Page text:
An Overview of the Objective-C Foundation Framework

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In previous chapters of Objective-C 2.0 Essentials we have covered the concept of object-oriented programming in considerable detail. So far, however, we have focused almost exclusively on the how to create and work with our own classes and objects within Objective-C programs.

Now that we have a firm understanding of how to work with objects we can apply what we have learned to using a set of pre-existing classes that are provided with Objective-C to make our jobs as programmers much easier. These classes belong to the Foundation Framework.

The Foundation Framework

<google>IOSBOX</google> The Objective-C Foundation Framework is a essentially set of classes that are provided to speed and ease the process of developing applications using Objective-C. The framework was developed by NeXT Computer as part of the NeXTStep environment. When NeXT was acquired by Apple, Inc. the Foundation classes quickly became of basis of Mac OS X and then the iPhone development kit. For a full history of how this came to be, refer to the chapter entitled The History of Objective-C.

Due to the fact that the Foundation Framework started life of part of NeXTstep, the classes that comprise this framework all begin with the letters "NS".

You will recall that when we created our first class in An Overview of Objective-C Object Oriented Programming we derived our class from NSObject. NSObject is a part of the Foundation Framework and as you become more familiar with the framework you will learn that most Foundation classes are derived from this class. In this and subsequent chapters we will look in more detail at some of the other classes provided by the framework.

Including the Foundation Headers

In previous chapters we have been including the header files for the Foundation Framework in our examples. This is achieved using the following line of code:

#import <Foundation/Foundation.h>

In fact, if we don't want to have to worry about including the header file for each Foundation class we wish to use in a code file, this is all we need to do. Alternatively, we can selectively include the header files for only the classes we intend to use. For example, the following code imports only the headers we need:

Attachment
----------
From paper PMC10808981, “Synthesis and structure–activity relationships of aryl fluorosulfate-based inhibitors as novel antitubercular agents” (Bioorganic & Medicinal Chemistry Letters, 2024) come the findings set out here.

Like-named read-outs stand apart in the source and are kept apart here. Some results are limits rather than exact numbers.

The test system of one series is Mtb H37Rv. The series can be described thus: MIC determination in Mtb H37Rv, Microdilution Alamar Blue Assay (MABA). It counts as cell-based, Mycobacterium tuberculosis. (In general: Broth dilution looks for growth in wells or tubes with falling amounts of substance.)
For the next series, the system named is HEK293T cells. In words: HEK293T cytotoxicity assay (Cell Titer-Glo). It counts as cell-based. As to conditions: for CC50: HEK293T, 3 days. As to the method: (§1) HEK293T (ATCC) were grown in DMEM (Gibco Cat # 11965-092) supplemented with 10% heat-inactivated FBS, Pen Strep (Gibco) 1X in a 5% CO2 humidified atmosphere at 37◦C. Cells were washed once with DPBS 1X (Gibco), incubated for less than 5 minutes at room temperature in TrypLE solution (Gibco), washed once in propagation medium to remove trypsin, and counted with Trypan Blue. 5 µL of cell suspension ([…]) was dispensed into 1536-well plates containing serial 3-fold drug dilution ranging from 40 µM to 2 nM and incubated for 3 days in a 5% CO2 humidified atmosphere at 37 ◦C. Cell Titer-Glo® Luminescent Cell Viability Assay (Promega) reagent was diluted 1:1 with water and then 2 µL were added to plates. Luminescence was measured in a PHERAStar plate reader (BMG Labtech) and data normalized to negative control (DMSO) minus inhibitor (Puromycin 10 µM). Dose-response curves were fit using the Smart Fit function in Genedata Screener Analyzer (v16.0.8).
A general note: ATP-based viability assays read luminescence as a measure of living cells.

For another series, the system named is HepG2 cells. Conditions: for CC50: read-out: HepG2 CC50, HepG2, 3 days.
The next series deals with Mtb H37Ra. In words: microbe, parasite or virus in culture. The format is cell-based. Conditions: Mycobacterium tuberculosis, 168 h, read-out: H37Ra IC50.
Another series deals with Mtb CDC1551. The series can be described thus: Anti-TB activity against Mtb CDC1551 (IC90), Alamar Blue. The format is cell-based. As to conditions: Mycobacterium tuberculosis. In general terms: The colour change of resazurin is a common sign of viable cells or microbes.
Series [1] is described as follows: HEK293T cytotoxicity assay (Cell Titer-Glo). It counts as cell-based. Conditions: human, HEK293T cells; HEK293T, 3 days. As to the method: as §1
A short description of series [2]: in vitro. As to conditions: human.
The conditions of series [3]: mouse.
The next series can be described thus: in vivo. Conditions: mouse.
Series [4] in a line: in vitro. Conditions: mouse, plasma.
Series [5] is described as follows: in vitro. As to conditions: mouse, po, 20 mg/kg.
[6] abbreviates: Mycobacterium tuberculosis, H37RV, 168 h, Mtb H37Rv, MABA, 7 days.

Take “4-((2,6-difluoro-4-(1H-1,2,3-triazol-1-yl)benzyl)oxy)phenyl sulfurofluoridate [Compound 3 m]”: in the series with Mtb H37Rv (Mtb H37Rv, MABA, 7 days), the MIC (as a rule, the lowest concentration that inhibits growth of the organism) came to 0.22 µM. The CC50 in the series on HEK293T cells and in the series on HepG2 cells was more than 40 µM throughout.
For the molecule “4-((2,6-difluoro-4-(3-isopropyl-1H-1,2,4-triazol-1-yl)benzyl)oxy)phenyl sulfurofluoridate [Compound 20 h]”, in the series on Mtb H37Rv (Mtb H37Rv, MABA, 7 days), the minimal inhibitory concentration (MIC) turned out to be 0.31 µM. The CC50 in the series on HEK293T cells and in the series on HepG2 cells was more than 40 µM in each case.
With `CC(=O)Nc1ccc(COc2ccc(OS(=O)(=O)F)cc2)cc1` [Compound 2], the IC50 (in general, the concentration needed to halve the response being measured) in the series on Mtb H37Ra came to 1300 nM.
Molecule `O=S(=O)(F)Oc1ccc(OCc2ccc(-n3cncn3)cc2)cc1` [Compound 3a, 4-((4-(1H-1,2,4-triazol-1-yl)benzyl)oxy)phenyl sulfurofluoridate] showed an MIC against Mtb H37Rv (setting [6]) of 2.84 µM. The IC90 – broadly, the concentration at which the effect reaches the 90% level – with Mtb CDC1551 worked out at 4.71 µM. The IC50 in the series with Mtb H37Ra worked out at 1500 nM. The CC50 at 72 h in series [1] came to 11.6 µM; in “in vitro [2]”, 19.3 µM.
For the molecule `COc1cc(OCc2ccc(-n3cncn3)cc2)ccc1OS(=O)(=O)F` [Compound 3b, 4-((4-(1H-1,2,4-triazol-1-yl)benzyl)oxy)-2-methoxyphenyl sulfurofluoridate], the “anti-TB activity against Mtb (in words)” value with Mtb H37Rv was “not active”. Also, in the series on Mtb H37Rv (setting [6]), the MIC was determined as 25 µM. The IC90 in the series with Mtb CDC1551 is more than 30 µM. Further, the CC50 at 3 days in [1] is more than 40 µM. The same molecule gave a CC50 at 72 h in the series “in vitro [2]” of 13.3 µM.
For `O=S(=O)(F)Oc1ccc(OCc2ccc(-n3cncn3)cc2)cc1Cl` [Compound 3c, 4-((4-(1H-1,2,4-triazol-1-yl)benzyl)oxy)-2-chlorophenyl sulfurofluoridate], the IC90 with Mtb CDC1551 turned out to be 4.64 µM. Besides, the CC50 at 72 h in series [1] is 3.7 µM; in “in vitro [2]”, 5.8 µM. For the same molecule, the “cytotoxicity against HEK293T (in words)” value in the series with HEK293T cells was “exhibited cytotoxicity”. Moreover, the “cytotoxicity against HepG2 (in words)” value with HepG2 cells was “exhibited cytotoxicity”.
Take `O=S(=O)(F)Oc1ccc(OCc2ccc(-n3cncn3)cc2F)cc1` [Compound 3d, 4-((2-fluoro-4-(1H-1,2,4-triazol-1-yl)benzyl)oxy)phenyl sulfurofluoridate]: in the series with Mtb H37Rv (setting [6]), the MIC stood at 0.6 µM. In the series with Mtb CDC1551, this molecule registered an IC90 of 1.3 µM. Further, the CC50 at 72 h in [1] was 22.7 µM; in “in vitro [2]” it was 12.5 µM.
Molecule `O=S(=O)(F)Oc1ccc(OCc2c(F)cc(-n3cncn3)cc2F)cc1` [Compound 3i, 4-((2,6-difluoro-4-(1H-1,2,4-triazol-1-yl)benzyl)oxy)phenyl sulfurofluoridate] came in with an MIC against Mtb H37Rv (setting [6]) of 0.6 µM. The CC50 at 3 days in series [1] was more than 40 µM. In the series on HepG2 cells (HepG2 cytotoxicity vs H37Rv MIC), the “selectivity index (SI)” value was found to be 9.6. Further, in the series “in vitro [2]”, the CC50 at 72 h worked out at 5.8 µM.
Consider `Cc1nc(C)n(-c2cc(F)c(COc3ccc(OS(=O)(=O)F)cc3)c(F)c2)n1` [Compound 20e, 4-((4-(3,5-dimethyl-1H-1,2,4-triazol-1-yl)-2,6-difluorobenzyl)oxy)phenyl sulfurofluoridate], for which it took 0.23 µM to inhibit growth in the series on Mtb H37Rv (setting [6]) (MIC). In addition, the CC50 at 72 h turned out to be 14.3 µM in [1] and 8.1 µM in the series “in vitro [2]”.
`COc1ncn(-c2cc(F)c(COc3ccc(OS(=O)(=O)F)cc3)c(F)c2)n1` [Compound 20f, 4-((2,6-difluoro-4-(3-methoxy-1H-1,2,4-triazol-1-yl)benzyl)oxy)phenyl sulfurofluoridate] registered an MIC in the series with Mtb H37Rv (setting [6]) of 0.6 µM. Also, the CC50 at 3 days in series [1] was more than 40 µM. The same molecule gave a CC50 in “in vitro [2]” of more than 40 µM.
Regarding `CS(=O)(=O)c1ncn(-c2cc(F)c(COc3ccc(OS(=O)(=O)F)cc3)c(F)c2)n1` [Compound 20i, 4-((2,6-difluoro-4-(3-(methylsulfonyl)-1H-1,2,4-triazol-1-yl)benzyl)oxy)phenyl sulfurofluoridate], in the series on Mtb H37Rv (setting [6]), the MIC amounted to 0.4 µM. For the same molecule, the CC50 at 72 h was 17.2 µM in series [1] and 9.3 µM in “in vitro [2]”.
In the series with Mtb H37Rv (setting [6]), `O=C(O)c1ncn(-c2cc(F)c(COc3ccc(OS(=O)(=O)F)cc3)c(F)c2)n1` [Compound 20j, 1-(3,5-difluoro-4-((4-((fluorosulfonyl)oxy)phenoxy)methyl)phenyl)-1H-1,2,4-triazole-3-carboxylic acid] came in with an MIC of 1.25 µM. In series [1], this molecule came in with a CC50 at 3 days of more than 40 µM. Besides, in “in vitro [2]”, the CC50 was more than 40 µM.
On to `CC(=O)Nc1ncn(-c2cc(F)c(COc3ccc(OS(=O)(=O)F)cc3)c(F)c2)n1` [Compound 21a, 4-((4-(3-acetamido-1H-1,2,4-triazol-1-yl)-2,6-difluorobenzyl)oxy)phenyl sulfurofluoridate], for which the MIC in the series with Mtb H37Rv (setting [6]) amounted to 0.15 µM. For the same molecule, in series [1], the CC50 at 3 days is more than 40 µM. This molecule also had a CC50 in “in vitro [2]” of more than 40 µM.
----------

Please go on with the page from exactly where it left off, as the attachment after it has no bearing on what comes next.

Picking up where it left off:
#import <Foundation/NSObject.h>
#import <Foundation/NSString.h>
#import <Foundation/NSAutoreleasePool.h>
int main (int argc, const char * argv[])
{
    @autoreleasepool {
        NSString *myString = @"Hello";
    }
    return 0;
}

Finding the Foundation Framework Documentation

A detailed overview of every class and method in the Foundation Framework is beyond the scope of this book and would be largely redundant given that this information is already provided by Apple in various locations. Instead, this book will focus on teaching you how to use the most common Foundation classes to work with numbers, strings, arrays and file systems. This knowledge, combined with the Apple Foundation documentation should be all you need to be begin working proficiently with these classes.

The Foundation documentation may be accessed either via the Apple web site at:

http://developer.apple.com/mac/library/documentation/Cocoa/Reference/Foundation/ObjC_classic/

or from within the Xcode development environment (accessed via the Help->Documentation menu option and listed under Foundation Framework Reference). In addition, you can right click on a Foundation class name in the Xcode editor window and choose Find Selected Text in API Reference to find the documentation for that class. Alternatively, open the Help->Documentation window and enter the name of the class into the search text field.

The Framework Reference Documentation lists all the classes available and for each class describes in detail what the class does and what methods are available. In the following chapters we will look in detail at how to work with some of these classes.

Purchase the full edition of this Objective-C book in Print ($14.99) or eBook ($12.99) format
Objective-C 2.0 Essentials Print and eBook (ePub/PDF/Kindle) editions contain 31 chapters.

Buy eBook Buy Print



PreviousTable of ContentsNext
Objective-C EnumeratorsWorking with String Objects in Objective-C